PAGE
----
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Feeding by emerald ash borer larvae induces systemic changes in black ash foliar chemistryAuthor(s): Yigen Chen; Justin G.A. Whitehill; Pierluigi Bonello; Therese M. Poland
Source: Phytochemistry. 72: 1990-1998.
Publication Series: Scientific Journal (JRNL)
Station: Northern Research Station
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DescriptionThe exotic wood-boring pest, emerald ash borer (EAB), Agrilus planipennis Fairmaire (Coleoptera: Buprestidae), has been threatening North American ash (Fraxinus spp.) resources, this being recognized since its first detection in Michigan, USA and Ontario, Canada in 2002. Ash trees are killed by larval feeding in the cambial region, which results in disruption of photosynthate and nutrient translocation. In this study, changes in volatile and non-volatile foliar phytochemicals of potted 2-yr-old black ash, Fraxinus nigra Marshall, seedlings were observed in response to EAB larval feeding in the main stem.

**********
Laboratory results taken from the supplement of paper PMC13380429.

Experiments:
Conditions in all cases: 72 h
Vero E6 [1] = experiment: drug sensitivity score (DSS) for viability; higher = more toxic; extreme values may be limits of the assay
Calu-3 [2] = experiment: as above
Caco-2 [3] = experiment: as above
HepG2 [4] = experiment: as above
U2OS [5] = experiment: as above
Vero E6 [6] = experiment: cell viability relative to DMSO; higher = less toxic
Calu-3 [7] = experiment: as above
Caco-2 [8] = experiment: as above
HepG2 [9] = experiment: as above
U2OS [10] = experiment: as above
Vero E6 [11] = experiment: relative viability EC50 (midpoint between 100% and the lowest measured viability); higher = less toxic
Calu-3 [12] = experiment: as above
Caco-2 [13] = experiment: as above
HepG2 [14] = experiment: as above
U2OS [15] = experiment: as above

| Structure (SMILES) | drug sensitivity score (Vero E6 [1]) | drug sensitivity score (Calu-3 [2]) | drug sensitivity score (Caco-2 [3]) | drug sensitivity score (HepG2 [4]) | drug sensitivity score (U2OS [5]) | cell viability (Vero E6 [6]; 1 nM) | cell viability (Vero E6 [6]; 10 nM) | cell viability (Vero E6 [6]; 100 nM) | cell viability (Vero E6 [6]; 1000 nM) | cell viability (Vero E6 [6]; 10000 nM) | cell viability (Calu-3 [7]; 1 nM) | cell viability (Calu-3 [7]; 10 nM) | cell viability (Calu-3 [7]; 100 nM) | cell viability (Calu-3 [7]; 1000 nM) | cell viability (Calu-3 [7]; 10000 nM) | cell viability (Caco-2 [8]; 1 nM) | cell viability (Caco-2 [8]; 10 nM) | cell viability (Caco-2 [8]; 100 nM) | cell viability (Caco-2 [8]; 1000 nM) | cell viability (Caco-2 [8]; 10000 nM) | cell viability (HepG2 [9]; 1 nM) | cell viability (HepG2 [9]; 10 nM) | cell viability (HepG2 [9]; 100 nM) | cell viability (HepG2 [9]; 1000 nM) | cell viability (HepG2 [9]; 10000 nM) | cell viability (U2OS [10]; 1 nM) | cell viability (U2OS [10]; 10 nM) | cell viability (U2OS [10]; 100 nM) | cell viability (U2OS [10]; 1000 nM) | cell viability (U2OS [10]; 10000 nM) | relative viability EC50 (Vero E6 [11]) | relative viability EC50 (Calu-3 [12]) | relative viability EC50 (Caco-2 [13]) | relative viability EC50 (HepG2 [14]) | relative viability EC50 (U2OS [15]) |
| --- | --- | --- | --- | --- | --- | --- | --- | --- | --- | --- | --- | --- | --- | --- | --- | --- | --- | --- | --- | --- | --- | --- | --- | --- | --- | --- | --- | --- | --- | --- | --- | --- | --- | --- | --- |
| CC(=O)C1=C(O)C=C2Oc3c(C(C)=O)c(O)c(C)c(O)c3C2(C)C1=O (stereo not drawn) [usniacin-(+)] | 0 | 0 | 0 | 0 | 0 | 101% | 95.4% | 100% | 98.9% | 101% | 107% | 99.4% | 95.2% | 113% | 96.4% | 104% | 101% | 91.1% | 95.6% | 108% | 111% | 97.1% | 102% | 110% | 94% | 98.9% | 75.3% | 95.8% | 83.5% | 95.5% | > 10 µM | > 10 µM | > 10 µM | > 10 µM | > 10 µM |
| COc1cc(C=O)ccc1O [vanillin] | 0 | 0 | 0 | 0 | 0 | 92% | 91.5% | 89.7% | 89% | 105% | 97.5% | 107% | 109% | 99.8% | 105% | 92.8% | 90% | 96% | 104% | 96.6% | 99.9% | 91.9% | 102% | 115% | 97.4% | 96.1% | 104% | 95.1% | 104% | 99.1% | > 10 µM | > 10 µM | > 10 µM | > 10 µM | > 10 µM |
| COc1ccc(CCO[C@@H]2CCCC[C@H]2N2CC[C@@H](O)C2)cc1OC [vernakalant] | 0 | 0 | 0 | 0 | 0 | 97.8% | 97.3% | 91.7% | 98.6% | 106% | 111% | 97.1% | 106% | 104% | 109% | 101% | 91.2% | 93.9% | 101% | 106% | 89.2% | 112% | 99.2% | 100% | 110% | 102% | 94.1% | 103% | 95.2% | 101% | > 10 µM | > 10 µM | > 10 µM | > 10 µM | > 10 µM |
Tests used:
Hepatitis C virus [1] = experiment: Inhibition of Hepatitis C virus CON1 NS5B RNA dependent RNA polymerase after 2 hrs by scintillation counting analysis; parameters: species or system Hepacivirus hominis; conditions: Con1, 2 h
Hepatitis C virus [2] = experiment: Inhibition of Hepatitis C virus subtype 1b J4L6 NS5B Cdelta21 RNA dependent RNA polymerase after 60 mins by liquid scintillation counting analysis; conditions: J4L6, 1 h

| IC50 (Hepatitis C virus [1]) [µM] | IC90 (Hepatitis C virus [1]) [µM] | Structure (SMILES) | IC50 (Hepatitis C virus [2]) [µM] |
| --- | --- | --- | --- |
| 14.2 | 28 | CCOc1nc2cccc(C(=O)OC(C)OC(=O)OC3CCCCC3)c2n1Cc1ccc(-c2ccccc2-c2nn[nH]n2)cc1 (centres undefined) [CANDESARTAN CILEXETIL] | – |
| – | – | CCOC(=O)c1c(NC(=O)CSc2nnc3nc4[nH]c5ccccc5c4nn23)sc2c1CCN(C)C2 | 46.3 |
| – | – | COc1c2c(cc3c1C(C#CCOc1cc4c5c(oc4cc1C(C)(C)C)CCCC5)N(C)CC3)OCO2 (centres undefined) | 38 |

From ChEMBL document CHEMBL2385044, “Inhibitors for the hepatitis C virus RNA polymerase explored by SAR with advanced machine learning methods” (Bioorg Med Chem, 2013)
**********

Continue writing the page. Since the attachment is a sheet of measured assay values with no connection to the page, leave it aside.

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CitationCastedo-Dorado, F., G. Lago-Parra M.J. Lombardero, A.M. Liebhold and M.F. Álvarez-Taboada. 2016. European gypsy moth (Lymantria dispar dispar L.) completes development and defoliates exotic radiata pine plantations in Spain. New Zealand Journal of Forestry Science 46:18.
KeywordsAgrilus planipennis, Fraxinus nigra, oleaceae, nutrition, phenolics, foliage volatiles, amino acids, coleoptera, plant-arthropod interactions
- Intraspecific variation in Fraxinus pennsylvanica responses to emerald ash borer (Agrilus planipennis)
- Abundance of volatile organic compounds in white ash phloem and emerald ash borer larval frass does not attract Tetrastichus planipennisi in a Y-tube olfactometer
- Nutritional and defensive chemistry of three North American ash species: possible roles in host performance and preference by emerald ash borer
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